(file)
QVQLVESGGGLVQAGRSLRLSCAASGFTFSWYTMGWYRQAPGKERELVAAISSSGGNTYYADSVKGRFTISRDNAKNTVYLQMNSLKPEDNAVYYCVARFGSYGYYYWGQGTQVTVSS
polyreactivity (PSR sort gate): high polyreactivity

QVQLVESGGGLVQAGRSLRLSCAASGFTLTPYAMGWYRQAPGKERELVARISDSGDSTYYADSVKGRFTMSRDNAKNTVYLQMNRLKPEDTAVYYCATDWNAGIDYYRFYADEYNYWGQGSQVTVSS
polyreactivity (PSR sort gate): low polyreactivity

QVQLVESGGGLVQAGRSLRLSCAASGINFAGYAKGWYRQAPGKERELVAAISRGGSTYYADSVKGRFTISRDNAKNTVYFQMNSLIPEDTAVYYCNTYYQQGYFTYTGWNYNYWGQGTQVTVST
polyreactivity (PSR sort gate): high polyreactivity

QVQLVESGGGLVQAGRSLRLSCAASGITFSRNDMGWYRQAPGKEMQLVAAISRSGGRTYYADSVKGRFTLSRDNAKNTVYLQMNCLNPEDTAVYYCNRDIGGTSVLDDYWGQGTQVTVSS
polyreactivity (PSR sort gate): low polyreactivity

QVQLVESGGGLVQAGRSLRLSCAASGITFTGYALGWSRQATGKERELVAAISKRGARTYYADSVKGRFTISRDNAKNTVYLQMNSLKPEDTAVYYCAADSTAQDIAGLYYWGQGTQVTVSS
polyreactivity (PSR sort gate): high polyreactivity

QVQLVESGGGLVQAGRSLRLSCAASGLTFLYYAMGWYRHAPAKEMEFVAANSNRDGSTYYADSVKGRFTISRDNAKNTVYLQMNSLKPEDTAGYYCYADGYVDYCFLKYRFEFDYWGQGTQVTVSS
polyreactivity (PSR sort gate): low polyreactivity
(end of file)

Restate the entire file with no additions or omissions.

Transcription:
QVQLVESGGGLVQAGRSLRLSCAASGFTFSWYTMGWYRQAPGKERELVAAISSSGGNTYYADSVKGRFTISRDNAKNTVYLQMNSLKPEDNAVYYCVARFGSYGYYYWGQGTQVTVSS
polyreactivity (PSR sort gate): high polyreactivity

QVQLVESGGGLVQAGRSLRLSCAASGFTLTPYAMGWYRQAPGKERELVARISDSGDSTYYADSVKGRFTMSRDNAKNTVYLQMNRLKPEDTAVYYCATDWNAGIDYYRFYADEYNYWGQGSQVTVSS
polyreactivity (PSR sort gate): low polyreactivity

QVQLVESGGGLVQAGRSLRLSCAASGINFAGYAKGWYRQAPGKERELVAAISRGGSTYYADSVKGRFTISRDNAKNTVYFQMNSLIPEDTAVYYCNTYYQQGYFTYTGWNYNYWGQGTQVTVST
polyreactivity (PSR sort gate): high polyreactivity

QVQLVESGGGLVQAGRSLRLSCAASGITFSRNDMGWYRQAPGKEMQLVAAISRSGGRTYYADSVKGRFTLSRDNAKNTVYLQMNCLNPEDTAVYYCNRDIGGTSVLDDYWGQGTQVTVSS
polyreactivity (PSR sort gate): low polyreactivity

QVQLVESGGGLVQAGRSLRLSCAASGITFTGYALGWSRQATGKERELVAAISKRGARTYYADSVKGRFTISRDNAKNTVYLQMNSLKPEDTAVYYCAADSTAQDIAGLYYWGQGTQVTVSS
polyreactivity (PSR sort gate): high polyreactivity

QVQLVESGGGLVQAGRSLRLSCAASGLTFLYYAMGWYRHAPAKEMEFVAANSNRDGSTYYADSVKGRFTISRDNAKNTVYLQMNSLKPEDTAGYYCYADGYVDYCFLKYRFEFDYWGQGTQVTVSS
polyreactivity (PSR sort gate): low polyreactivity